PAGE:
These results suggest that immune activation alone is not sufficient for stimulation of the HPA axis. We hypothesize that (in the absence of pain or other conditions that directly limit physiological function, for example, respiratory distress in influenza virus infection) the presence of significant inflammation or immunopathology with associated release of high serum levels of proinflammatory cytokines (innate or adaptive) may be required for glucocorticoid induction (189). Despite the fact that animals infected with LCMV clone E350 exhibit no significant increase in glucocorticoid release, reduced cytosolic GR binding in immune tissues of infected animals, such as the spleen and thymus, was detected (189). Decreased cytosolic GR binding may be indicative of increased GR activation (may imply an increase in nuclear translocation of the receptor). Indeed, GR activation was enhanced in the spleen of infected animals given an acute injection of corticosterone (189). Such changes in GR expression/function may be attributed to local factors released in immune tissues during infection. Since CD8+ T cells are an actively proliferating cell type in the spleen during LCMV infection, increased GR activation in the spleen might decrease the number and/or activity of this cell type, therefore restraining CD8+ T cell activation at a local level (189). LCMV clone E350–infected mice do, however, exhibit significant corticosterone responses when treated with IL-12 (223). Although, IL-12 alone induces a corticosterone response in mice, the synergistic induction of corticosterone between LCMV and IL-12 has been shown to be dependent on IL-2 and TNF (223).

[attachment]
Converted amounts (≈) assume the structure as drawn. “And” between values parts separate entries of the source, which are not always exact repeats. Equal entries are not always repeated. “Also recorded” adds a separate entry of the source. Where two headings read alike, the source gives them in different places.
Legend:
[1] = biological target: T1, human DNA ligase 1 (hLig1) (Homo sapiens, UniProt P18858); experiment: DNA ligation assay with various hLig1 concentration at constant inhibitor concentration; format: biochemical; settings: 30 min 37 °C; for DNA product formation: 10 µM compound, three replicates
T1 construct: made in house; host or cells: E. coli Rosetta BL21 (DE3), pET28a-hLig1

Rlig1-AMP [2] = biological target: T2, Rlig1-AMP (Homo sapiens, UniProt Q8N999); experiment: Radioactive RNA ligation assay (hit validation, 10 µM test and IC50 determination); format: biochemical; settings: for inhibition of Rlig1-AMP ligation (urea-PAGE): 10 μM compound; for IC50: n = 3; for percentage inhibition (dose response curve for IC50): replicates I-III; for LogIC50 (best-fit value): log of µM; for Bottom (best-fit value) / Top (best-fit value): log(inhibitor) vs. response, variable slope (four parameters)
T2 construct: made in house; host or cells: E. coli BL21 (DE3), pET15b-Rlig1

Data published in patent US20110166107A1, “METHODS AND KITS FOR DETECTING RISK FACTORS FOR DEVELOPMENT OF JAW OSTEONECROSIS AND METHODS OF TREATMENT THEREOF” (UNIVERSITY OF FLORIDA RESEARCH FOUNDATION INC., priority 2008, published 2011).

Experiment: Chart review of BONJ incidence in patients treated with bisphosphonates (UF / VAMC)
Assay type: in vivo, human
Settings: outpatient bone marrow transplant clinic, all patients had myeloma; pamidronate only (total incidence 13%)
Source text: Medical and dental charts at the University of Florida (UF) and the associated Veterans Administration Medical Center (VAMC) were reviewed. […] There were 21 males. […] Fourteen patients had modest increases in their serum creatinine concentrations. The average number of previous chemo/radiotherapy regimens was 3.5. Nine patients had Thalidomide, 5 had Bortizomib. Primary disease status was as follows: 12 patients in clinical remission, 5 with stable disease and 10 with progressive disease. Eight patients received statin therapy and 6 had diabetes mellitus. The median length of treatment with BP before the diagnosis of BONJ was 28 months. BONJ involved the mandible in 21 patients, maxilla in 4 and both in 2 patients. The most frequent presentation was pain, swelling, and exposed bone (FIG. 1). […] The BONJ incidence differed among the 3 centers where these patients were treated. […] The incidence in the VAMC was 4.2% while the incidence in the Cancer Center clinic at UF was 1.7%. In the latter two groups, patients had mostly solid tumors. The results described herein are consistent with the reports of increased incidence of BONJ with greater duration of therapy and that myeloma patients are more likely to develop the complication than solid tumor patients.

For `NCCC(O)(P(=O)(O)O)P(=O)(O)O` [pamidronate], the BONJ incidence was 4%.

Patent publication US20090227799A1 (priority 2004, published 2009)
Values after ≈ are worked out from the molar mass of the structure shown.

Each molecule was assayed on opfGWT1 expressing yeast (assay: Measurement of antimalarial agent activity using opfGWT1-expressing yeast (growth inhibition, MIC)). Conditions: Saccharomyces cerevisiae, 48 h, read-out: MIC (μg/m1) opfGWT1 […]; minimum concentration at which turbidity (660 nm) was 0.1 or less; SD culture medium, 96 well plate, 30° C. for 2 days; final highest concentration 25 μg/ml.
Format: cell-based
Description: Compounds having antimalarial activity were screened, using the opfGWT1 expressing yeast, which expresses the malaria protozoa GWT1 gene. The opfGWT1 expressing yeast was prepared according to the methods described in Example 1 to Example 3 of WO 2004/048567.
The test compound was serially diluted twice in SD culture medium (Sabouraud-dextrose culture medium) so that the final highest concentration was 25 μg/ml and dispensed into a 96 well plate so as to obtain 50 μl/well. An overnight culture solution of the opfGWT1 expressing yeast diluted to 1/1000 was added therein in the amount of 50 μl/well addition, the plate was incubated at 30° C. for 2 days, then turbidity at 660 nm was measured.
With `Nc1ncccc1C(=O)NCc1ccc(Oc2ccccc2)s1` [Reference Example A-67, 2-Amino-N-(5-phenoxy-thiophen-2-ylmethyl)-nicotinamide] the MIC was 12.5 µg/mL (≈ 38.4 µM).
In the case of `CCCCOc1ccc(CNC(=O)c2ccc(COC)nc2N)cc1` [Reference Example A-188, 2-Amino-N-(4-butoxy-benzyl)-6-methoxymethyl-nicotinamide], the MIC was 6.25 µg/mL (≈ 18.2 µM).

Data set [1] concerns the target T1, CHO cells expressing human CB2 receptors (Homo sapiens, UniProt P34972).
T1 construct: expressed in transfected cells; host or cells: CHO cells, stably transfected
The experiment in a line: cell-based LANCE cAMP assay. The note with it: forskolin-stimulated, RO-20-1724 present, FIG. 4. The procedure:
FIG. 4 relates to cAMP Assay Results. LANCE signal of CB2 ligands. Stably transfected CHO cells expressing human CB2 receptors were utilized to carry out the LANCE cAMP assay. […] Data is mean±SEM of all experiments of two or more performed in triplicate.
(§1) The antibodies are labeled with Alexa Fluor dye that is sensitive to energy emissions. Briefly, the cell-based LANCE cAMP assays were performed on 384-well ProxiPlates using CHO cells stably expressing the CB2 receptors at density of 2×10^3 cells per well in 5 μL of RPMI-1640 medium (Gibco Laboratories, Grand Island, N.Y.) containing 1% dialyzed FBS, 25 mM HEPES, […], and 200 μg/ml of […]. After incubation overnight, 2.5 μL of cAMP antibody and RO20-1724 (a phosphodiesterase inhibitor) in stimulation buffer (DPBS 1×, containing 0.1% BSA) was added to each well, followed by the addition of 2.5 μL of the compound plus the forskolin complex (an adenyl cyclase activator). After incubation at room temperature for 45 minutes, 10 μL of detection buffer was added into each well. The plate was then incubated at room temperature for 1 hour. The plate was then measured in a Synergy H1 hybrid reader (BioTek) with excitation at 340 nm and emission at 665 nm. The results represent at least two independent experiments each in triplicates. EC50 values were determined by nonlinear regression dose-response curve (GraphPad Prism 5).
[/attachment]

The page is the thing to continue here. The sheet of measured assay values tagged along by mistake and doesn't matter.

As mentioned before, LCMV-WE induces a late CD8+ T-cell response that mediates anti-viral defenses and peak corticosterone responses around 7 days post-infection, corresponding to the time of T-cell activation. LCMV-WE–infected ADX mice exhibit increased mortality, along with greater levels of plasma and splenic IFN-γ and TNFα, and a greater number of IFN-γ+ and TNFα+ CD8+ T cells (primed for cytokine expression) relative to sham-operated mice. CD8+ KO mice (sham or ADX) no longer show an LCMV-WE induced increase in plasma and splenic IFNγ and TNFα levels and, therefore, exhibit reduced mortality (ADX). Hence, the CD8+ T cell–mediated corticosterone response is essential for protection against CD8+ T-cell–mediated lethality during LCMV-WE infection (although the cytokines that mediate corticosterone responses and lethality have yet to be determined) (259).
Intra-cranial (ic) inoculation of LCMV (strain Arm-53b–replicates to higher levels in the brain than in the periphery) induces a fatal CD8+ T cell-mediated encephalitis (64). Central LCMV infection produces an early increase in TNFα, IL-1α/β, and IL-6 mRNA expression by resident brain cells and infiltrating monocytes; and a later immune response, characterized by an increase in IFN-γ mRNA expression by infiltrating T cells, concomitant with further increased expression of monokine transcripts (64). In addition to a direct cytolytic action of LCMV-specific CTLs, lymphocytic choriomeningitis may be mediated by the cytotoxic effects of these cytokine, IFN-γ in particular (64). HPA axis activity has not been studied during ic LCMV infection, but one may speculate a biphasic response concomitant with the early peak in proinflammatory cytokines, followed by the later peak in T cell cytokines and may be crucial in controlling the LCMV-induced CNS inflammation and T cell–mediated encephalitis.